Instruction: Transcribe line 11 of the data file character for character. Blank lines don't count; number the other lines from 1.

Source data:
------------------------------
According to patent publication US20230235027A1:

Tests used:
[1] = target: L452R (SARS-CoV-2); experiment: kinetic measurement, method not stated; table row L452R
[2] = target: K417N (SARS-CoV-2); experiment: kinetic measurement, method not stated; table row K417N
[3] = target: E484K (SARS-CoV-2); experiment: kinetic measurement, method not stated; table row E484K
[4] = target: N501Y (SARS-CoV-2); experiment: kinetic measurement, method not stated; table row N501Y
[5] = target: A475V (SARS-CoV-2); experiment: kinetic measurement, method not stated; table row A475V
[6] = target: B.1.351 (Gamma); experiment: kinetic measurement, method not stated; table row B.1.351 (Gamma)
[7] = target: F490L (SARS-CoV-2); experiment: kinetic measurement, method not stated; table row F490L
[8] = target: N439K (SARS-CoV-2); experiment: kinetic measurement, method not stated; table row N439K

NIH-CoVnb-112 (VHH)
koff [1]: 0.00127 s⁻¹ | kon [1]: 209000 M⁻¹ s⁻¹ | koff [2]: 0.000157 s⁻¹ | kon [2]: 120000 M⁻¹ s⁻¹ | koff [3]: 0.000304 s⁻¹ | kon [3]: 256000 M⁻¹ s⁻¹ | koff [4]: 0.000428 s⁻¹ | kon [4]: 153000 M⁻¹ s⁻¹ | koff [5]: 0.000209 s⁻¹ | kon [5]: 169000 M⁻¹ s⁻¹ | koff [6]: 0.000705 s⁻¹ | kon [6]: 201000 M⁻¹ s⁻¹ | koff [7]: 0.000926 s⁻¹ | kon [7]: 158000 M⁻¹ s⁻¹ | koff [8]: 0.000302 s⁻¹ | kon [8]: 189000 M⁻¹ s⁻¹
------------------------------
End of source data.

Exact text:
NIH-CoVnb-112 (VHH)